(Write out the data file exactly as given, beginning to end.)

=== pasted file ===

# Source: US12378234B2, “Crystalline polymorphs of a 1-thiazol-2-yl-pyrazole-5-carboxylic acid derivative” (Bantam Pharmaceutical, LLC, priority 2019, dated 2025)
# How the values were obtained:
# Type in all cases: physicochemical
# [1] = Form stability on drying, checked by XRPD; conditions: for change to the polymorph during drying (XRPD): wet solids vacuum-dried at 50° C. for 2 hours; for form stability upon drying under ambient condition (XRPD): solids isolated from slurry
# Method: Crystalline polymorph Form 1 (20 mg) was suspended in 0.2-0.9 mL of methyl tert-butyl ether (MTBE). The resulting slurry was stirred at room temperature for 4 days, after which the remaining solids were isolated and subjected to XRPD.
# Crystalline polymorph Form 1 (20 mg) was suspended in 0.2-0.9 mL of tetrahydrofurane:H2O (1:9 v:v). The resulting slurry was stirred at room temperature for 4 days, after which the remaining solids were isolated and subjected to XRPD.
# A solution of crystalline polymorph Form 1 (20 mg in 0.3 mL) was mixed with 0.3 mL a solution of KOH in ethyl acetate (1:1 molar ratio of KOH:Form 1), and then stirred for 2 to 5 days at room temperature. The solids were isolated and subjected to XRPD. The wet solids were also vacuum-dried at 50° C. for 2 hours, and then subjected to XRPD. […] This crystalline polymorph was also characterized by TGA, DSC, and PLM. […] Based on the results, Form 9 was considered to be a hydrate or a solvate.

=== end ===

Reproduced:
# Source: US12378234B2, “Crystalline polymorphs of a 1-thiazol-2-yl-pyrazole-5-carboxylic acid derivative” (Bantam Pharmaceutical, LLC, priority 2019, dated 2025)
# How the values were obtained:
# Type in all cases: physicochemical
# [1] = Form stability on drying, checked by XRPD; conditions: for change to the polymorph during drying (XRPD): wet solids vacuum-dried at 50° C. for 2 hours; for form stability upon drying under ambient condition (XRPD): solids isolated from slurry
# Method: Crystalline polymorph Form 1 (20 mg) was suspended in 0.2-0.9 mL of methyl tert-butyl ether (MTBE). The resulting slurry was stirred at room temperature for 4 days, after which the remaining solids were isolated and subjected to XRPD.
# Crystalline polymorph Form 1 (20 mg) was suspended in 0.2-0.9 mL of tetrahydrofurane:H2O (1:9 v:v). The resulting slurry was stirred at room temperature for 4 days, after which the remaining solids were isolated and subjected to XRPD.
# A solution of crystalline polymorph Form 1 (20 mg in 0.3 mL) was mixed with 0.3 mL a solution of KOH in ethyl acetate (1:1 molar ratio of KOH:Form 1), and then stirred for 2 to 5 days at room temperature. The solids were isolated and subjected to XRPD. The wet solids were also vacuum-dried at 50° C. for 2 hours, and then subjected to XRPD. […] This crystalline polymorph was also characterized by TGA, DSC, and PLM. […] Based on the results, Form 9 was considered to be a hydrate or a solvate.